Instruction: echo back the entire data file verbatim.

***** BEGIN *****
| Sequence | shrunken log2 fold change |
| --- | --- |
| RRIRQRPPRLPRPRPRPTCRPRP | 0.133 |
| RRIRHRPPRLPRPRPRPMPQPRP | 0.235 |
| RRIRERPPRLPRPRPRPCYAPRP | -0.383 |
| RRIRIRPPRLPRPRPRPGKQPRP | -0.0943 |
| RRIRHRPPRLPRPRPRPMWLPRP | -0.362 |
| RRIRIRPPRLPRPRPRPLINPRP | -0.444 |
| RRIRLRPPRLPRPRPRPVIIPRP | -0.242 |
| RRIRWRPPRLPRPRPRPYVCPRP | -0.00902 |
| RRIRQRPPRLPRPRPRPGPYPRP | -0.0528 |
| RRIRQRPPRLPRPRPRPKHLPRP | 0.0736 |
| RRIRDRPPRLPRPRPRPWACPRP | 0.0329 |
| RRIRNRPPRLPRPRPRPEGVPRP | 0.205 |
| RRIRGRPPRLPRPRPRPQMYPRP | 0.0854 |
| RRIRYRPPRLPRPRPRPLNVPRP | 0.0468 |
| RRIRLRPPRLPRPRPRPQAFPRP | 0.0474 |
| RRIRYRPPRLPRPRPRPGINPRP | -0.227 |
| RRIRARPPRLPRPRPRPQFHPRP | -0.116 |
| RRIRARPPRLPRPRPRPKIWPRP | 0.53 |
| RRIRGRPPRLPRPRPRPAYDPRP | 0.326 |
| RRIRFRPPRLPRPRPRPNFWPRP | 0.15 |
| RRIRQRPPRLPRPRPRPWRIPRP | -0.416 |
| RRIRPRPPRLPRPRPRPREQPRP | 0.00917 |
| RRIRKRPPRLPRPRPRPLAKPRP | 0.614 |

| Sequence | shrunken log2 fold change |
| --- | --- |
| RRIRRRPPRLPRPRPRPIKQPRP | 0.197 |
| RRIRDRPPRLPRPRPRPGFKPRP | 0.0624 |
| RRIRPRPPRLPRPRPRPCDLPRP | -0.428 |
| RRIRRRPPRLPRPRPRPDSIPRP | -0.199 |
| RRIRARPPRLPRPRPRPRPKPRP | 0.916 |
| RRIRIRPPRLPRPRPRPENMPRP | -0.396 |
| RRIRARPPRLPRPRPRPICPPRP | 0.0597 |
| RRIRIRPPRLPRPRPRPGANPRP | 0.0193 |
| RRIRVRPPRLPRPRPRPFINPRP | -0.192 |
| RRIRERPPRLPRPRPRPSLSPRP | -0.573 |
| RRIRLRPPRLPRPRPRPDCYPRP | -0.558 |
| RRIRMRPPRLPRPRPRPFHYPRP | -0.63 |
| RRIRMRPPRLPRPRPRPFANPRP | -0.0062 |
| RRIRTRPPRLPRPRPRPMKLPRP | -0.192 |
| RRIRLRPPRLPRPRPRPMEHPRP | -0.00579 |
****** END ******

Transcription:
| Sequence | shrunken log2 fold change |
| --- | --- |
| RRIRQRPPRLPRPRPRPTCRPRP | 0.133 |
| RRIRHRPPRLPRPRPRPMPQPRP | 0.235 |
| RRIRERPPRLPRPRPRPCYAPRP | -0.383 |
| RRIRIRPPRLPRPRPRPGKQPRP | -0.0943 |
| RRIRHRPPRLPRPRPRPMWLPRP | -0.362 |
| RRIRIRPPRLPRPRPRPLINPRP | -0.444 |
| RRIRLRPPRLPRPRPRPVIIPRP | -0.242 |
| RRIRWRPPRLPRPRPRPYVCPRP | -0.00902 |
| RRIRQRPPRLPRPRPRPGPYPRP | -0.0528 |
| RRIRQRPPRLPRPRPRPKHLPRP | 0.0736 |
| RRIRDRPPRLPRPRPRPWACPRP | 0.0329 |
| RRIRNRPPRLPRPRPRPEGVPRP | 0.205 |
| RRIRGRPPRLPRPRPRPQMYPRP | 0.0854 |
| RRIRYRPPRLPRPRPRPLNVPRP | 0.0468 |
| RRIRLRPPRLPRPRPRPQAFPRP | 0.0474 |
| RRIRYRPPRLPRPRPRPGINPRP | -0.227 |
| RRIRARPPRLPRPRPRPQFHPRP | -0.116 |
| RRIRARPPRLPRPRPRPKIWPRP | 0.53 |
| RRIRGRPPRLPRPRPRPAYDPRP | 0.326 |
| RRIRFRPPRLPRPRPRPNFWPRP | 0.15 |
| RRIRQRPPRLPRPRPRPWRIPRP | -0.416 |
| RRIRPRPPRLPRPRPRPREQPRP | 0.00917 |
| RRIRKRPPRLPRPRPRPLAKPRP | 0.614 |

| Sequence | shrunken log2 fold change |
| --- | --- |
| RRIRRRPPRLPRPRPRPIKQPRP | 0.197 |
| RRIRDRPPRLPRPRPRPGFKPRP | 0.0624 |
| RRIRPRPPRLPRPRPRPCDLPRP | -0.428 |
| RRIRRRPPRLPRPRPRPDSIPRP | -0.199 |
| RRIRARPPRLPRPRPRPRPKPRP | 0.916 |
| RRIRIRPPRLPRPRPRPENMPRP | -0.396 |
| RRIRARPPRLPRPRPRPICPPRP | 0.0597 |
| RRIRIRPPRLPRPRPRPGANPRP | 0.0193 |
| RRIRVRPPRLPRPRPRPFINPRP | -0.192 |
| RRIRERPPRLPRPRPRPSLSPRP | -0.573 |
| RRIRLRPPRLPRPRPRPDCYPRP | -0.558 |
| RRIRMRPPRLPRPRPRPFHYPRP | -0.63 |
| RRIRMRPPRLPRPRPRPFANPRP | -0.0062 |
| RRIRTRPPRLPRPRPRPMKLPRP | -0.192 |
| RRIRLRPPRLPRPRPRPMEHPRP | -0.00579 |